This blackberry pie filling is a canning recipe courtesy of the Washington State University Extension Service.
This would be great used as well as cheesecake topping, or a layer in a sponge cake, or over ice cream.
We’ve given the original version, with sugar, 950 calories per litre / quart jar, and a sugar-free version with two-thirds fewer calories: 294.
Jar size choices: Either half-litre (1 US pint / 500 ml/ 16 oz) OR 1 litre (US quart / 32 oz).
Processing method: Either water-bath or steam canning
Yield: 1 litre (US quart) jar
Headspace: 3 cm (1 1/4 inch)
Processing time: Either size jar 30 minutes
You may also wish to make a few quarter-litre (1/2 US pint / 8 oz / 250 ml) jar sizes for use as topping for ice cream, etc.
This recipe is for a 1 litre (1 US quart) jar. You can multiply it if you wish, up to 7 (that is the usual suggested max, just because the standard canner will take a max of 7 x litre / quart jars at once.)
Blackberry Pie Filling
- 500 g blackberries (fresh. 1 lb / 3 1/2 cups whole. Measured after prep with stems removed)
- 5 tablespoons Clearjel (35 g / 1 1/4 oz)
- 175 g sugar (white. 6 oz / 3/4 cup plus 2 tbsp)
- 250 ml water (cold. Or juice. 1 cup / 8 oz)
- 3 drops red food colouring (optional)
- 1 drop blue food colouring (optional)
- 3 1/2 teaspoons lemon juice (bottled)
Wash the blackberries.
Place the fruit a batch or two at a time in boiling water. Let water return to the boil, then boil 1 minute. Get fruit out right away, and put in a covered bowl or pot to keep warm. Repeat until all fruit has been blanched.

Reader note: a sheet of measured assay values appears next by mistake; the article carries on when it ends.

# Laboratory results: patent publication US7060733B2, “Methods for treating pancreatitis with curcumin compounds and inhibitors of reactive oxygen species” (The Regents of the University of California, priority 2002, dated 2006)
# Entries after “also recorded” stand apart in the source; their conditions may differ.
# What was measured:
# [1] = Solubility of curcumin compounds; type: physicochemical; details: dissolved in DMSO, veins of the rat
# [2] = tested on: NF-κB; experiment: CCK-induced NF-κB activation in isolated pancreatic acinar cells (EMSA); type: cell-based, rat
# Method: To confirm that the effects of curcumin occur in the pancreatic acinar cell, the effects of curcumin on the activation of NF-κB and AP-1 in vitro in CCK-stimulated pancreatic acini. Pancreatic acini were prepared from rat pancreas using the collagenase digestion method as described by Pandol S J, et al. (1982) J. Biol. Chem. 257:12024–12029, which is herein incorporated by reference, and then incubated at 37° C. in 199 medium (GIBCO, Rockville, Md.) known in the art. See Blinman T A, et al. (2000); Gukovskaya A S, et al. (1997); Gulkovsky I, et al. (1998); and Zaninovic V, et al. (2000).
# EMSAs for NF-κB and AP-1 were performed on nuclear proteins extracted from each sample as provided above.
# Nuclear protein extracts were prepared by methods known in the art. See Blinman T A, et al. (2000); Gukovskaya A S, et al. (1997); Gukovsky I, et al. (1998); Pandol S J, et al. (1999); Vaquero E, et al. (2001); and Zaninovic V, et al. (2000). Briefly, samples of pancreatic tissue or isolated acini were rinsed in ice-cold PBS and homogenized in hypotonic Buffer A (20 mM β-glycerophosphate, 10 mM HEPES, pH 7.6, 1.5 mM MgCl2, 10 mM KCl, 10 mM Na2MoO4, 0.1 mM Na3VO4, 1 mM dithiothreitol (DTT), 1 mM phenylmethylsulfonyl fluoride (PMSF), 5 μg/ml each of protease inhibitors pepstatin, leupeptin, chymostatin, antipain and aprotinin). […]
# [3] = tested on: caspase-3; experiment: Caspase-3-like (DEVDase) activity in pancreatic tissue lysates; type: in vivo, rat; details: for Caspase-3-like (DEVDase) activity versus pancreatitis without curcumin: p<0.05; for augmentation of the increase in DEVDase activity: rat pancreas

Put the Clearjel in a very large pot along with the sugar, if using sugar. Mix. Add water (or juice) and food colouring if using, and liquid stevia if using instead of sugar. Stir constantly over medium heat until mixture gets quite thick and begins to bubble.
Add lemon juice, cook one additional minute. Fold in the berries carefully all at once just until evenly mixed.
Fill piping hot mixture into hot jars.
Ladle into half-litre (1 US pint / 16 oz) jars or 1 litre (1 US quart / 32 oz) jars.
Leave 3 cm (1 1/4 inch) headspace.
Debubble well, adjust headspace.
Wipe jar rims.
Put lids on.
Process in a water bath or steam canner.
Process either size jar for 30 minutes; increase time as needed for your altitude.
How to water bath process.
How to steam can.
When water-bath canning or steam canning, you must adjust the processing time for your altitude.
More about the Clearjel Pie Fillings, including tips and tricks.
For stevia, Better Stevia liquid stevia was the stevia used.
More information about Sugar and Salt-Free Canning in general.
- They want that little bit extra headspace in this recipe because the filling does expand a bit during processing.
- If you want to lighten up the calories, and save time when using to cook, try making your pie crust (or tart shells) with 3 or 4 sheets of filo pastry instead of short-crust pastry. Delicious!
- Don’t skip the blanching step with the fresh blackberries (see frozen exception below), it’s needed to both heat them and get some air out of them to help prevent the pie mixture bubbling up too much in the jars.
- For a better tasting pie, you can use some kind of berry or grape juice instead of the cold water.
- Bottled lemon juice is called for to get the assured acidity.
- Instead of the sugar, you could use the same volume amount of Splenda®, or OR 1 teaspoon liquid stevia. If you are using liquid stevia, depending on how sweet your berries are and aren’t, and the taste buds of your crowd, you may want an extra half-teaspoon of liquid stevia per batch being made (won’t affect calories.)
No substitute for Clearjel
You can’t use flour or cornstarch etc, in this recipe, only Clearjel.
Pamela Schmutz at Clemson University explains: